Three Steps in Solving Real-Life Problems Using Software Debugging Techniques

I was struggling to speak. No words were coming out from my mouth. It’s 8 am, and my desktop was still on after working overnight with my brother. It was interesting to experience my vocal cords collapsing after a 24-hour work to debug a complex problem.

The challenge at that time was how to convert the existing users of our accounting software from multi-database to single database/multi-tenant model. There were about 30 company subscribers we need to migrate in a software-as-a-service (SAAS) or application service provider (ASP) model that was the term at the time around the year 2004.

What is Debugging? According to Wikipedia, Debugging is the process of finding and resolving defects or problems within a computer program that prevent correct operation of computer software or a system.

Debugging tactics can involve interactive debugging, control flow analysis, unit testing, integration testing, log file analysis, monitoring at the application or system level, memory dumps, and profiling.

To me, the most effective way to debug is bug isolation. It is a technique where you break down the big problem into small chunks or small modules, then solving it one at a time. In the problem I mentioned above, we isolated the problem by identifying which part of the program can we modify with the least effort because we were also pressured in time.

So how do you apply debugging techniques in real life? Here’s my take:

Step 1 – Simulate the bug. When the bug is reported, you have to ask the reporter how did the bug occur. What was the user input, what was the process, function or the button pressed and what was the output vs. the expected result?

In real life, you have to define the problem first clearly. A money problem, for example, may not be the real problem. The real question is the person who doesn’t make efforts to find a job or business and make money.

Step 2 – Isolate the bug. Breakdown the functions or methods line-by-line and see where the problem occurred. Was it when the button was pressed? Was it the data type the user inputted, was it when the button press signals the function to proceed or was it when the function returned the value? In coding, we put breakpoints to see exact behaviors or return values each line.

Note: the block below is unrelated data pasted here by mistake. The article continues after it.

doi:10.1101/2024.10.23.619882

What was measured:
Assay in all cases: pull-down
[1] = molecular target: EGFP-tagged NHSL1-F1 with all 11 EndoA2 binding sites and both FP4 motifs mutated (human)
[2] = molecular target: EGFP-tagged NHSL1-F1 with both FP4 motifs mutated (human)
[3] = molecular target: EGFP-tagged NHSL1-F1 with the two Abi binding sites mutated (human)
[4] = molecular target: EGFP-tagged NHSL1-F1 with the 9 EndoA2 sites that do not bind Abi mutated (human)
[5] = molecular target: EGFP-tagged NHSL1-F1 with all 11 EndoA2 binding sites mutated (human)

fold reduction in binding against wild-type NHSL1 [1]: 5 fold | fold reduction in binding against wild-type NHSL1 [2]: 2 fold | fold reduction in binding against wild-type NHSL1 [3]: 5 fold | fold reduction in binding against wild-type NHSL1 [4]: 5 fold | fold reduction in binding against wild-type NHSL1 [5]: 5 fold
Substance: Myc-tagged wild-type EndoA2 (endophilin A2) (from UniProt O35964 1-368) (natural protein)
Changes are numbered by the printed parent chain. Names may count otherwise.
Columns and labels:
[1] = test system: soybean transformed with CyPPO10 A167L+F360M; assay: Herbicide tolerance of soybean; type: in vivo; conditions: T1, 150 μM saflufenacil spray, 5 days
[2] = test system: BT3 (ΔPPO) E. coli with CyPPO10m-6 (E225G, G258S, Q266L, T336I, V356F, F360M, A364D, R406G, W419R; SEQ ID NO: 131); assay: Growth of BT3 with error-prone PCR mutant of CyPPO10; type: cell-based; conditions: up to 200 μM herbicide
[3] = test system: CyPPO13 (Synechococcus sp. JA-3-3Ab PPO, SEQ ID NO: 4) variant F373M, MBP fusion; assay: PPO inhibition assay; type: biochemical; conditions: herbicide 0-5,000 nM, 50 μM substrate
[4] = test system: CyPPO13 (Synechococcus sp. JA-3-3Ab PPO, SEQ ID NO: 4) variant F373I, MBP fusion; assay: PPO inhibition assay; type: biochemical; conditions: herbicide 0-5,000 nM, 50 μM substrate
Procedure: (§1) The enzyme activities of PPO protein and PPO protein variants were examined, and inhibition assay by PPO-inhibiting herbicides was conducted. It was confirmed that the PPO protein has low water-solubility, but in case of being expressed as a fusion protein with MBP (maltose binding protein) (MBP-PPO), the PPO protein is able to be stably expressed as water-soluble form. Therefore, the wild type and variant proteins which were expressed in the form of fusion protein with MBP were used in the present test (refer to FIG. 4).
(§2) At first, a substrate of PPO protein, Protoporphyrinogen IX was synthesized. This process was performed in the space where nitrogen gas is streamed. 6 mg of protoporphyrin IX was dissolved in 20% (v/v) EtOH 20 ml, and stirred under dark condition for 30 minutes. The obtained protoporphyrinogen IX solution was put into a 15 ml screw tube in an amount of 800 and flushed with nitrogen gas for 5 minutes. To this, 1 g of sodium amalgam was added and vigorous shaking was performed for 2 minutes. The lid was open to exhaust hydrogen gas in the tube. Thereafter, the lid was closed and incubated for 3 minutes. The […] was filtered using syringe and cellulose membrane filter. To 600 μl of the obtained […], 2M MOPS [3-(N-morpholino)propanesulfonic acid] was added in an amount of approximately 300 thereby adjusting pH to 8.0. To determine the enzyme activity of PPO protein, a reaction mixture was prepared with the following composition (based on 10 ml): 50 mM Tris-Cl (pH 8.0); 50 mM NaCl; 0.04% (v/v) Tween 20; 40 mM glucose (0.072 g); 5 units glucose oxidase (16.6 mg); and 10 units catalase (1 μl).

In real life, we can break down the problem as well. Going back to the money problem, we can iterate the possible causes like, am I spending more than I earn? Why am I not motivated to find a job? Is it depression? Am I an impulsive buyer? Once you have identified the cause, then it is easier to find a solution.

Step 3 – Solve and test. Solutions mostly are theories at first. In coding, you have to test your work by simulating the problem again and see if it still happening. In real life, if the cause of your money problem is being an impulsive buyer or spending much, then the solution is to devote efforts to analyze the budget and follow it. There are a lot of free apps where you can set a budget monthly, track it and forecast what happens to your cash balance if I buy this piece of equipment using my credit card and pay it in installment. That’s where testing happens.

These are just very few examples. Other real-life problems like relationships, business, health can be solved using these techniques. The most important thing is you don’t tolerate your problem when you see it.

Ways to Start a Software Development Career

softwaredevelopment

Whether you are a fresh graduate of any computer studies, maybe computer science, computer engineering or BS. Information Technology or you are passionate in software programming & development, then you have all the options and sky is the limit.